Pending Sales Down

March 27, 2014

The Pending Home Sales Index (PHSI), a forward-looking indicator based on signed contracts, decreased 0.8% in February to 93.9 from a downwardly revised January level of 94.7. The PHSI now has declined eight straight months, and is at the lowest level since the 92.2 reported in October 2011. The February 2014 PHSI reported by the National Association of Realtors (NAR) was 10.5% lower than the same period a year ago.
Pending Home Sales February 2014


The February PHSI increased in the Midwest and West by 2.8% and 2.3% respectively, and fell in the Northeast and South by 2.4% and 4.0% respectively. All regions fell year-over-year, ranging from 7.4% in the Northeast to 16.5% in the West.

Two days ago Census reported a 3.3% decrease in February new home sales. For the second consecutive month, the unusually severe winter has slowed the housing market. However, the growth in household formations and strong pent-up demand will move the market forward later this year. The downward slide in the PHSI indicates existing home sales will remain flat over the next two months.

Energy Tax Credits: Large Impacts After 2010 Rule Changes

March 21, 2014

In 2005, Congress established a number of energy-efficiency tax incentives related to housing. These policies include the tax code section 45L credit for the construction of energy-efficient homes, the 25C credit for retrofitting existing homes, and the 25D credit for the installation of power production property in new and existing homes.

Using earlier IRS data for tax year 2009, we previously examined who benefitted from the 25C and 25D credits, as well as how homeowners used the credits. Last year, we examined the 2010 data for these credits.

With the publication of the tax year 2011 IRS data for 25C and 25D, significant reductions in use are clearly seen due to the rule changes that occurred at the end of 2010.

For example, from 2009 through the end of 2010, the 25C credit for existing homes was available as a 30% credit and $1,500 limit. After the extension of the “tax extenders” legislation at the end of 2010, those rules were pared back and retained when the credit was extended again as part of the Fiscal Cliff deal. Among those rule changes, the credit was reduced to a 10% rate and a $500 lifetime cap was imposed. It is worth noting that this version of the credit, along with many other tax extenders, expired at the end of 2013.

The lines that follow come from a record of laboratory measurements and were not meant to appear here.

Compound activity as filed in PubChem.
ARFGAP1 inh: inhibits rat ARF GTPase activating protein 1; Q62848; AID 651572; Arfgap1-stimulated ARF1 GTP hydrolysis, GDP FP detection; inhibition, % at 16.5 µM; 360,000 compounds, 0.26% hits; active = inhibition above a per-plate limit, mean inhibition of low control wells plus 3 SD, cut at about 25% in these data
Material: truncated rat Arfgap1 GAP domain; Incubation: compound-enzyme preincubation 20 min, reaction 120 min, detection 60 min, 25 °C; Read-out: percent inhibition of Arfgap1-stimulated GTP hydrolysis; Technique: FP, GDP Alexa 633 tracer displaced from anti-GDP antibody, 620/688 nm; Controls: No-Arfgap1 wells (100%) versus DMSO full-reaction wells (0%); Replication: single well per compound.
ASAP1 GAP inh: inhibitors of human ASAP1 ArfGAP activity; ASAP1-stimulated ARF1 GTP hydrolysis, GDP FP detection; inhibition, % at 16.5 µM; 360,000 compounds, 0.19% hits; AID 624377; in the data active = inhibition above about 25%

The 2011 IRS data show significant declines in 25C use as a result of the 2010 changes. The largest impact came from energy-efficient windows, for which the total dollar volume of installed qualified property fell from about $7.8 billion to approximately $1.4 billion. Qualified furnace installations declined by more than $5 billion, reaching a 2011 total of about $180 million.

Tax credit qualified insulation installations fell by more than $1.5 billion but was the largest category in 2011 at a total of $1.87 billion. Roofing retrofits were second with a tally of $1.4 billion.

In total, more than $6 billion of qualified improvements were made in 2011 in connection with the 25C credit. These expenditures resulted in more than $750 million in tax credits for just shy of 3.5 million homeowners.



In contrast, tax credit use under section 25D of the code expanded in 2011 from 2010 levels. The 25D credit is for installation of qualified power production property in both new and existing homes. The credit is equal to 30% of expenditures, including certain labor costs and is claimed by the homeowner. Unlike the 25C credit, the 25D program remains in law and is scheduled to sunset at the end of 2016.

The most popular 25D investment in 2011 was the installation of residential solar panels. 25D qualified solar electric property investments totaled almost $1.5 billion in 2011 for more than 100,000 taxpayers. It is worth noting that these solar installations reflect credits claimed for electrical system integrated panels that provide power for the home, as well as panels used to power stand-alone property like attic fans.